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Anorexia Nervosa and the Kidney

Anorexia Nervosa and the Kidney - Trina Banerjee Metabolic...

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Trina Banerjee
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Metabolic Abnormalities of Anorexia Etiologies of Kidney Failure Treatment
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Hypokalemia Hyponatremia Hypercalcemia Hypomagnesemia Hypophosphatemia Metabolic Acidosis
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Decreased Reabsorption of K: K is reabsorbed using the H/K ATPase, which requires an acceptor for the proton in the tubular fluid In anorexia the phosphate stores are low and bicarb will have been reabsorbed proximally Increased Secretion of K: Decreased effective circulating volume results in an increase in aldosterone
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Impaired urinary concentration: Decreased collecting system responsiveness to ADH, with decreased expression of aquaporin-2, when K<3 meq/L Increased renal ammonia production: As K leaves the tubular cell H enters, causing intracellular acidosis The H is then secreted leading to increased ammonia formation
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Low solute ingestion Impaired Osmoregulation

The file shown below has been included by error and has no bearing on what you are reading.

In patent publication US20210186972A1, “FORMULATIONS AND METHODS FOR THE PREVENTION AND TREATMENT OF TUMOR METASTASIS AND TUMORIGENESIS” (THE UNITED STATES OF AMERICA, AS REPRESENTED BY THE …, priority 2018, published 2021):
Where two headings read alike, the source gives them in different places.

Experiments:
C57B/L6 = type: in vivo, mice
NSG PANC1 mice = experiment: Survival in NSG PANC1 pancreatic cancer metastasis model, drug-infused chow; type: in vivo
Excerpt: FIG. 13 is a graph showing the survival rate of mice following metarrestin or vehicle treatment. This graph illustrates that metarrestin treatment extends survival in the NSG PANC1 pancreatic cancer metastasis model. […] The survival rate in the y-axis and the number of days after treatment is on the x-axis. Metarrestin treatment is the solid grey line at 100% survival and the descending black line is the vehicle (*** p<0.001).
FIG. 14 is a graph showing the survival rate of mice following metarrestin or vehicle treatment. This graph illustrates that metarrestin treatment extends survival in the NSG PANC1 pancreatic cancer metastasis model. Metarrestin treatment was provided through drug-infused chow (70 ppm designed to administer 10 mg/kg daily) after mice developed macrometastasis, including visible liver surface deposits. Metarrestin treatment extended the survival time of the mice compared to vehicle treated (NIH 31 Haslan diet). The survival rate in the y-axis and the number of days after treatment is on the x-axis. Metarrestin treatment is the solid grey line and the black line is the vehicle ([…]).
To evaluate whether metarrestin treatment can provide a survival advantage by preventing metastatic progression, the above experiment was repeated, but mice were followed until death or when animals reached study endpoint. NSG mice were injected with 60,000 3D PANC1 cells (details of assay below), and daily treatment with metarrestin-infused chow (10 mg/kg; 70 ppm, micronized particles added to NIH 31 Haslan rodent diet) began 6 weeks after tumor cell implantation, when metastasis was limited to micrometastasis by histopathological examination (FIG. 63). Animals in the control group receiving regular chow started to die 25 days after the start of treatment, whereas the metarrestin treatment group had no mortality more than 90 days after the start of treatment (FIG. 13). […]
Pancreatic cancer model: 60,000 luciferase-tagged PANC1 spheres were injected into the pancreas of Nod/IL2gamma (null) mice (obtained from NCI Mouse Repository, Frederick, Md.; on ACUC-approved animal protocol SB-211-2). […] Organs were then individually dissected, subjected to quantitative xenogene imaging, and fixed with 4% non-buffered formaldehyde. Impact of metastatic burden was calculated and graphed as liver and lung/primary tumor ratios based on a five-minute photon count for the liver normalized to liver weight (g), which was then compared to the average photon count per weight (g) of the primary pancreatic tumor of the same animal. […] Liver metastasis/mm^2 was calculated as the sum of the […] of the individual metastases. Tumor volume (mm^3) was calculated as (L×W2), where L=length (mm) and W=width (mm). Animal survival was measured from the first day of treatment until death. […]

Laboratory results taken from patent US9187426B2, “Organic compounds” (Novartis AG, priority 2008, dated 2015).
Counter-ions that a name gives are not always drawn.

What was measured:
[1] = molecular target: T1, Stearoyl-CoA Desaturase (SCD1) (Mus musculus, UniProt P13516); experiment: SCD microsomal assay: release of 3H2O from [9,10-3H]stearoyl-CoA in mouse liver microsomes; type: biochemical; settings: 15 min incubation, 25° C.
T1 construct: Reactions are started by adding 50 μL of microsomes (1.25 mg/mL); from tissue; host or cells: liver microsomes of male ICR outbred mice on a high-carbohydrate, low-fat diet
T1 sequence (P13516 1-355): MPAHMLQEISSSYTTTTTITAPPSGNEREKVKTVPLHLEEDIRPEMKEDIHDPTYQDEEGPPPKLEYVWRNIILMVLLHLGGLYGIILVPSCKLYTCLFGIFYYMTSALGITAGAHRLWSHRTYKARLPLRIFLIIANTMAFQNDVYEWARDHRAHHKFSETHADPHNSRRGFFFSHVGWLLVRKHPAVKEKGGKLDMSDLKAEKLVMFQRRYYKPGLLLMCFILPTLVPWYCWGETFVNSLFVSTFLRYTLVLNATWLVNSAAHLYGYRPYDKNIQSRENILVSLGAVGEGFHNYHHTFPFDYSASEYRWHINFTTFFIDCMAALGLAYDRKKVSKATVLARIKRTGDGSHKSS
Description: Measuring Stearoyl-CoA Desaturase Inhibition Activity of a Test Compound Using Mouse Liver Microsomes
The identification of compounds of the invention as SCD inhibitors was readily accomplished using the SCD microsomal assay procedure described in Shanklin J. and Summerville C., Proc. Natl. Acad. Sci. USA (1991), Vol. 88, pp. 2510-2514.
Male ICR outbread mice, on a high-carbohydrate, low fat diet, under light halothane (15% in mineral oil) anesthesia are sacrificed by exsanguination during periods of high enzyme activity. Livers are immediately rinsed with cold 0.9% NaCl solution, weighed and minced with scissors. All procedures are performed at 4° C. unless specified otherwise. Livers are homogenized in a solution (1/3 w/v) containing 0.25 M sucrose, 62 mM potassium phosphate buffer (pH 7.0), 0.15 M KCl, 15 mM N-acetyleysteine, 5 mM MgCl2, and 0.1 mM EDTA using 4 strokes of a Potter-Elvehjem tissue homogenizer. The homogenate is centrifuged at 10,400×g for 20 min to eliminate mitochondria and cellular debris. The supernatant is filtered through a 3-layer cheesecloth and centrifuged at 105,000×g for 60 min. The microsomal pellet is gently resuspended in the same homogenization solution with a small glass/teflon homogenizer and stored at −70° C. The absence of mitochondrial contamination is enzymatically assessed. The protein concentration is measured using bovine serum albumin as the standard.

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Case control study 12 patients with anorexia, 10 on antidepressants. 2 control groups: 12 women without anorexia not on antidepressants and 11 women on antidepressants Urine osmolarity measured at baseline and after 12 hour fast
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Compared to women not on antidepressants, anorexics had: Baseline: Identical urine urea and creatinine, identical serum ADH, higher baseline osmolarities Following water deprivation: Minimal increase in ADH, minimal rise in urine osmolarity
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Increased bone breakdown from acidosis, results in hypercalciuria High calcium turns oiff the calcium sensing receptor in the thick ascending tubule shutting off ROM-K, leading to magnesium wasting
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